Market neutral, merger arbitrage, I think those are strategies that will enhance a portfolio by providing diversification.
HP: Well thank you Gerald for your insights today. We will of course continue to update this as the global economy and investment universe evolves throughout the year. This week the focus will be on the Georgia Senate race and the US employment report.
Georgia Senate run-off election will take place on Tuesday. This is after candidates failed to achieve the required 50% majority in the November election.
The result will determine the balance of power in the Senate and will directly impact President Biden’s ability to implement his domestic agenda, cabinet appointments, and Supreme Court nominations.
To remind you, Republicans have controlled the Senate since 2014. Republicans currently have 50 of the 100 seats. If Democrats were to take the remaining two seats it would be a tie and the Democratic Vice President Kamala Harris would have the casting vote.
Who's going to win? A Democrat has not won a Senate seat in Georgia since 2000, but Biden won the state for the Democrats in November for the first time in almost 30 years.
Polling data suggests both seats are very tight with the election hangover a difficult element to factor in. We may not of course know the winner on election night.
Moving on to the US employment report. We know that US economic momentum has slowed in recent weeks as tighter restrictions impacted activity.
Initial claims rose during the course of December. In terms of expectations, we think that payrolls will decline by 50,000, bringing an end to seven consecutive months of employment gains that have totalled 12.3m.
We look for the unemployment rate to rise by 0.1% to 6.8%, average hourly income to increase by 0.2% month on month, 4.5% year on year.
And with that I'd like to thank you once again for joining us. We hope that you found this podcast interesting, informative, and it's given you a guide as to how investors should be positioned for 2021.
We will be back next week with our next instalment but for now may I wish you every success for the trading week ahead.
Previous editions of Markets Weekly
Investments can fall as well as rise in value. Your capital or the income generated from your investment may be at risk.
- Has been prepared by Barclays Private Bank and is provided for information purposes only
- Is not research nor a product of the Barclays Research department. Any views expressed in this communication may differ from those of the Barclays Research department
- All opinions and estimates are given as of the date of this communication and are subject to change. Barclays Private Bank is not obliged to inform recipients of this communication of any change to such opinions or estimates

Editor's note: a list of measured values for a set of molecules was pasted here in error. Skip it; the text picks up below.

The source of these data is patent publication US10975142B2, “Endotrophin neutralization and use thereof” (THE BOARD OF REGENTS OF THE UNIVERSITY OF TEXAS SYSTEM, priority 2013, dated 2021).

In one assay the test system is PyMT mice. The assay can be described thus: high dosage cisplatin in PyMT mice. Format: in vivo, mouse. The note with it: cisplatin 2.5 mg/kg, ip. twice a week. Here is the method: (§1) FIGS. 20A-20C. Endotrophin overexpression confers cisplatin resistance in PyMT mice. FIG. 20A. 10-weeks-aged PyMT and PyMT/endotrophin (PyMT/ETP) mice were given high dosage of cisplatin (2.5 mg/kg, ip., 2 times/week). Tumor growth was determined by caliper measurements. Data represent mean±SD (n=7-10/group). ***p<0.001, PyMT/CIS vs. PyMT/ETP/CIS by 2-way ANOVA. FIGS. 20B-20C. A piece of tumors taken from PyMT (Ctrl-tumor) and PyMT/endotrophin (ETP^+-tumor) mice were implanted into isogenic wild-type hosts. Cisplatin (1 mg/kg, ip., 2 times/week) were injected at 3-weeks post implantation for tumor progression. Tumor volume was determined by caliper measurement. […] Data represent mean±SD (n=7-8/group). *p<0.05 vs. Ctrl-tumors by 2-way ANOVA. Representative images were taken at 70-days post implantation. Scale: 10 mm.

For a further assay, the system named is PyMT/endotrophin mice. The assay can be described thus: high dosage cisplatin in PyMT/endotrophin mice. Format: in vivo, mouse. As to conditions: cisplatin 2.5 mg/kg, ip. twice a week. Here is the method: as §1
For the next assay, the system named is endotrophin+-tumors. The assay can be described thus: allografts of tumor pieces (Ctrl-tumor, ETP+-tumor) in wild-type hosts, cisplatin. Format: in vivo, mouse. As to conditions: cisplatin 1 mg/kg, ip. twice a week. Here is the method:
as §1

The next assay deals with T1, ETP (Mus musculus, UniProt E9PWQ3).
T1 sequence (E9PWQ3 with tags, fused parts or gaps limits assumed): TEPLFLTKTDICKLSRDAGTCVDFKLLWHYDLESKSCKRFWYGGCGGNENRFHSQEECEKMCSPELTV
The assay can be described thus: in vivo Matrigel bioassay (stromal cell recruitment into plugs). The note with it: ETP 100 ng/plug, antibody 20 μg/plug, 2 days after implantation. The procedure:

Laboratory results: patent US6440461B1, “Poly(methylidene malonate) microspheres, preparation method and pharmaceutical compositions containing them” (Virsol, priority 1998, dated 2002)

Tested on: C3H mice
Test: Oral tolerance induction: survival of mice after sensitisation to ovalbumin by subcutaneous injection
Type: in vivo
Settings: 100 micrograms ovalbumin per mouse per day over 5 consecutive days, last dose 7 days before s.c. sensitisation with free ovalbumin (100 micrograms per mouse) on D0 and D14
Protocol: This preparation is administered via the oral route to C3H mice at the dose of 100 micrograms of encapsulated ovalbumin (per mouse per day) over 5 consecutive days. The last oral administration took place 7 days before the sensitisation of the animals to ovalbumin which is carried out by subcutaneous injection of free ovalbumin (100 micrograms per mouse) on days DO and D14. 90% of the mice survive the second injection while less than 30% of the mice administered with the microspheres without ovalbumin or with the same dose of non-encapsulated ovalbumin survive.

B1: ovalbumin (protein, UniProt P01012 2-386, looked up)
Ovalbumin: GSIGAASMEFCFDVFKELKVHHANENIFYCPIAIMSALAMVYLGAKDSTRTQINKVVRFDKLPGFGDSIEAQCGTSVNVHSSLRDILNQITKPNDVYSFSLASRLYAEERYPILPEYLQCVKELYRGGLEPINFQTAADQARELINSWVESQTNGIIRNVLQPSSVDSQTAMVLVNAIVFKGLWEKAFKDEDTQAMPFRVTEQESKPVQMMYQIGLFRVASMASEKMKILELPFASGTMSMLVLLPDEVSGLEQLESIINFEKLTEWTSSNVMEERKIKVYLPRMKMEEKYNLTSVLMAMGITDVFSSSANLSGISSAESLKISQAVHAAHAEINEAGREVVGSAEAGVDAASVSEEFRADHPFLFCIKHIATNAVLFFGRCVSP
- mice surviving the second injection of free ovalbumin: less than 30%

- Is general in nature and does not take into account any specific investment objectives, financial situation or particular needs of any particular person
- Does not constitute an offer, an invitation or a recommendation to enter into any product or service and does not constitute investment advice, solicitation to buy or sell securities and/or a personal recommendation. Any entry into any product or service requires Barclays’ subsequent formal agreement which will be subject to internal approvals and execution of binding documents
- Is confidential and is for the benefit of the recipient. No part of it may be reproduced, distributed or transmitted without the prior written permission of Barclays Private Bank
- Has not been reviewed or approved by any regulatory authority.
Any past or simulated past performance including back-testing, modelling or scenario analysis, or future projections contained in this communication is no indication as to future performance. No representation is made as to the accuracy of the assumptions made in this communication, or completeness of, any modelling, scenario analysis or back-testing. The value of any investment may also fluctuate as a result of market changes.
Barclays is a full service bank. In the normal course of offering products and services, Barclays may act in several capacities and simultaneously, giving rise to potential conflicts of interest which may impact the performance of the products.
Where information in this communication has been obtained from third party sources, we believe those sources to be reliable but we do not guarantee the information’s accuracy and you should note that it may be incomplete or condensed.
Neither Barclays nor any of its directors, officers, employees, representatives or agents, accepts any liability whatsoever for any direct, indirect or consequential losses (in contract, tort or otherwise) arising from the use of this communication or its contents or reliance on the information contained herein, except to the extent this would be prohibited by law or regulation. Law or regulation in certain countries may restrict the manner of distribution of this communication and the availability of the products and services, and persons who come into possession of this publication are required to inform themselves of and observe such restrictions.
You have sole responsibility for the management of your tax and legal affairs including making any applicable filings and payments and complying with any applicable laws and regulations. We have not and will not provide you with tax or legal advice and recommend that you obtain independent tax and legal advice tailored to your individual circumstances.
THIS COMMUNICATION IS PROVIDED FOR INFORMATION PURPOSES ONLY AND IS SUBJECT TO CHANGE. IT IS INDICATIVE ONLY AND IS NOT BINDING.